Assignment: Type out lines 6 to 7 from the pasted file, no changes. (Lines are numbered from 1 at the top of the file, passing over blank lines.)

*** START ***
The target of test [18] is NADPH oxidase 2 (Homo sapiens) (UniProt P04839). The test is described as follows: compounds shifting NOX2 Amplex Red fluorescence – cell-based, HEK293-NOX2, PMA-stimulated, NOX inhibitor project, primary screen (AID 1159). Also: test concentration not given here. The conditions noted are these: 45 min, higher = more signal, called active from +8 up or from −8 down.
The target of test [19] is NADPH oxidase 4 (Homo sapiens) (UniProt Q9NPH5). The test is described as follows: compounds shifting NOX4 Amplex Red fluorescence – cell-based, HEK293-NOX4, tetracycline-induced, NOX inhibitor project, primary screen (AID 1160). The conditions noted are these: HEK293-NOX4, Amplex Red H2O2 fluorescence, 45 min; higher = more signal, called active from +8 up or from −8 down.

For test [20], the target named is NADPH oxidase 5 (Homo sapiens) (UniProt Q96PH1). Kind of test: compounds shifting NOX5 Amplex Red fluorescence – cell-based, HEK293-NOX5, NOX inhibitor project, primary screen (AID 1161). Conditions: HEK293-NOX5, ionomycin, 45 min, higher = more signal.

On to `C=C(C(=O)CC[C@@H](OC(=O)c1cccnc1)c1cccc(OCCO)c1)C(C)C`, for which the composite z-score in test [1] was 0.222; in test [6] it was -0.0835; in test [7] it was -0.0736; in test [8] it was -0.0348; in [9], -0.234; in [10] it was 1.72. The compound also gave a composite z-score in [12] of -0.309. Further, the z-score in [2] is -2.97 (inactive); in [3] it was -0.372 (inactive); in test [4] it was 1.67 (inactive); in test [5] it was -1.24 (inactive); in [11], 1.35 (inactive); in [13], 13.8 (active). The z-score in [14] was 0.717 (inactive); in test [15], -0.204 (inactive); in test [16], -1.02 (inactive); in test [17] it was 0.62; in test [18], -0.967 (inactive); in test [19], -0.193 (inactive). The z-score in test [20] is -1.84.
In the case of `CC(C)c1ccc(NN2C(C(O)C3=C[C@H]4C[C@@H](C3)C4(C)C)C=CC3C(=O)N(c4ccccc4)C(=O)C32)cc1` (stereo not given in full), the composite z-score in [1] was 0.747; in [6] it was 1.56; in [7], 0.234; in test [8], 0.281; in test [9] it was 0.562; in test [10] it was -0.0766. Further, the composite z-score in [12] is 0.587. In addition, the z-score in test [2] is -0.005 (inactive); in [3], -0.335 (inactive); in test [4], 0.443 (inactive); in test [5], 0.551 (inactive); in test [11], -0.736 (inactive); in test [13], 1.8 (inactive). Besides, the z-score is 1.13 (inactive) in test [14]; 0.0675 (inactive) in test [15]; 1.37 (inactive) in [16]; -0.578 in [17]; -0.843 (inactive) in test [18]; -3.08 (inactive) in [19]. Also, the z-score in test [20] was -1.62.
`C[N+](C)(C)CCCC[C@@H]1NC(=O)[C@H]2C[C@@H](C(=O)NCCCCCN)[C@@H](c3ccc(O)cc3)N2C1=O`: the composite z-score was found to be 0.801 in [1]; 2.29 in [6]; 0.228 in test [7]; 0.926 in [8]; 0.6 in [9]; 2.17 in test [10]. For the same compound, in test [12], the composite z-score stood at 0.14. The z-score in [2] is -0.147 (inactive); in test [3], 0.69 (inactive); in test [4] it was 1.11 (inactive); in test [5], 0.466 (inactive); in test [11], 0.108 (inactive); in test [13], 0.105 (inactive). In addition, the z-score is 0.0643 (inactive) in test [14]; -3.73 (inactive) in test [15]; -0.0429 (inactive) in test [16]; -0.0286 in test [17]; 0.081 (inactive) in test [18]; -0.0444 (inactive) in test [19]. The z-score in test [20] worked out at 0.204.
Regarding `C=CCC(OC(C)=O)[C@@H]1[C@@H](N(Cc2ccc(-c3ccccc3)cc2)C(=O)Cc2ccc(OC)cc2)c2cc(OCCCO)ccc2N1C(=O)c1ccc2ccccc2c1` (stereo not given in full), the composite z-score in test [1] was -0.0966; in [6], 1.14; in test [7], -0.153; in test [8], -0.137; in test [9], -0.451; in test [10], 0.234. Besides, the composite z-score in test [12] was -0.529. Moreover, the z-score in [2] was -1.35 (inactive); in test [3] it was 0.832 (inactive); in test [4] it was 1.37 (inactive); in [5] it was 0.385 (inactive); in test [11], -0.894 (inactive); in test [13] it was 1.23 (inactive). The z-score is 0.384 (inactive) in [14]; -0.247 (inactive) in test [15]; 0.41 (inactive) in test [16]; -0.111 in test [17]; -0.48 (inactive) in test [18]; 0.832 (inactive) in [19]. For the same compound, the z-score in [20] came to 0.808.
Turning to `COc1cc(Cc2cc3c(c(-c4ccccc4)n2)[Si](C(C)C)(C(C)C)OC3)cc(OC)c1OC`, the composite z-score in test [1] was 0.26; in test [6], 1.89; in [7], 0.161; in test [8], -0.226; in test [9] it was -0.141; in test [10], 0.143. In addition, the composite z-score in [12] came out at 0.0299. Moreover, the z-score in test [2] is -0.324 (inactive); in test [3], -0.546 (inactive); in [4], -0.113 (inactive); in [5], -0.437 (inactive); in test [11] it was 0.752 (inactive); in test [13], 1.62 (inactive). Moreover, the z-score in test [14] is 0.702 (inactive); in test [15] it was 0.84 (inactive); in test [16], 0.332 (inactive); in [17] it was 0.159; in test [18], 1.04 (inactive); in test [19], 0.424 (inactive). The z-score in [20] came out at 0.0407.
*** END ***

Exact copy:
`C[N+](C)(C)CCCC[C@@H]1NC(=O)[C@H]2C[C@@H](C(=O)NCCCCCN)[C@@H](c3ccc(O)cc3)N2C1=O`: the composite z-score was found to be 0.801 in [1]; 2.29 in [6]; 0.228 in test [7]; 0.926 in [8]; 0.6 in [9]; 2.17 in test [10]. For the same compound, in test [12], the composite z-score stood at 0.14. The z-score in [2] is -0.147 (inactive); in test [3], 0.69 (inactive); in test [4] it was 1.11 (inactive); in test [5], 0.466 (inactive); in test [11], 0.108 (inactive); in test [13], 0.105 (inactive). In addition, the z-score is 0.0643 (inactive) in test [14]; -3.73 (inactive) in test [15]; -0.0429 (inactive) in test [16]; -0.0286 in test [17]; 0.081 (inactive) in test [18]; -0.0444 (inactive) in test [19]. The z-score in test [20] worked out at 0.204.
Regarding `C=CCC(OC(C)=O)[C@@H]1[C@@H](N(Cc2ccc(-c3ccccc3)cc2)C(=O)Cc2ccc(OC)cc2)c2cc(OCCCO)ccc2N1C(=O)c1ccc2ccccc2c1` (stereo not given in full), the composite z-score in test [1] was -0.0966; in [6], 1.14; in test [7], -0.153; in test [8], -0.137; in test [9], -0.451; in test [10], 0.234. Besides, the composite z-score in test [12] was -0.529. Moreover, the z-score in [2] was -1.35 (inactive); in test [3] it was 0.832 (inactive); in test [4] it was 1.37 (inactive); in [5] it was 0.385 (inactive); in test [11], -0.894 (inactive); in test [13] it was 1.23 (inactive). The z-score is 0.384 (inactive) in [14]; -0.247 (inactive) in test [15]; 0.41 (inactive) in test [16]; -0.111 in test [17]; -0.48 (inactive) in test [18]; 0.832 (inactive) in [19]. For the same compound, the z-score in [20] came to 0.808.